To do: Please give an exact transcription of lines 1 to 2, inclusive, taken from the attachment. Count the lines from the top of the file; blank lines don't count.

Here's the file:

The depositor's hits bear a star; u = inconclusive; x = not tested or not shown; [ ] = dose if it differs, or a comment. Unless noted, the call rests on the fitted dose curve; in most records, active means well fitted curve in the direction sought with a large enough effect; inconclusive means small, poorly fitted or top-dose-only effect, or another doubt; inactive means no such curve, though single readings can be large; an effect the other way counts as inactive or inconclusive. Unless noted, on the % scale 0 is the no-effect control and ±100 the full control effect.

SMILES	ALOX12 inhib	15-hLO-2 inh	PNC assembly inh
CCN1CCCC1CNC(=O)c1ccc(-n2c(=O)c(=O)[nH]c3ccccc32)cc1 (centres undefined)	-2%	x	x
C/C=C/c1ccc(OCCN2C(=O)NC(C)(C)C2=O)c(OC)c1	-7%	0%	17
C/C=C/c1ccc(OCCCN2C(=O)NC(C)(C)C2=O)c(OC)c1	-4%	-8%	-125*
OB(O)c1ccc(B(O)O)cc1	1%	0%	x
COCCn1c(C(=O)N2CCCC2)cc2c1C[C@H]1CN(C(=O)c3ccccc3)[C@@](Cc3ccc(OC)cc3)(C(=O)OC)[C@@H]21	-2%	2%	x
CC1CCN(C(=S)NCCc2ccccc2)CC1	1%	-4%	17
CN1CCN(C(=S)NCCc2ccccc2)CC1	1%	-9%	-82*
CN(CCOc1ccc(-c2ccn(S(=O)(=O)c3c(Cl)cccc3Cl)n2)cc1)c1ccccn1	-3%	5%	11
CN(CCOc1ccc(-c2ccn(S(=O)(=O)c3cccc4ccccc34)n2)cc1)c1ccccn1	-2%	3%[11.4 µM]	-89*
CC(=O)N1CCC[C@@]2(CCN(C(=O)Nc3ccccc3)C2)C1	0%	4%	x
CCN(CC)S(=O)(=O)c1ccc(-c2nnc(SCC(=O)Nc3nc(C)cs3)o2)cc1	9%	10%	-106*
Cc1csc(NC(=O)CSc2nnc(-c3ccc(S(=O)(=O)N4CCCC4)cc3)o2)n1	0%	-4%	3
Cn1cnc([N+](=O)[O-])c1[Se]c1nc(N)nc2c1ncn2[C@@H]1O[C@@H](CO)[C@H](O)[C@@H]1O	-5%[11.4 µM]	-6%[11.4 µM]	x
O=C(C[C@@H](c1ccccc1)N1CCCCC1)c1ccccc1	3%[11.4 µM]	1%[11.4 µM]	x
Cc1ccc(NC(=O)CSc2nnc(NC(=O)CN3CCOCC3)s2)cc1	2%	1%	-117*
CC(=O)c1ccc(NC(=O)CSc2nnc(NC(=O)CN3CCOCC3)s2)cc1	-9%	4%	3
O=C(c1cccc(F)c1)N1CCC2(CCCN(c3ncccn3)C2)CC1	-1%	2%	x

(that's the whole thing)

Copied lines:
The depositor's hits bear a star; u = inconclusive; x = not tested or not shown; [ ] = dose if it differs, or a comment. Unless noted, the call rests on the fitted dose curve; in most records, active means well fitted curve in the direction sought with a large enough effect; inconclusive means small, poorly fitted or top-dose-only effect, or another doubt; inactive means no such curve, though single readings can be large; an effect the other way counts as inactive or inconclusive. Unless noted, on the % scale 0 is the no-effect control and ±100 the full control effect.

SMILES	ALOX12 inhib	15-hLO-2 inh	PNC assembly inh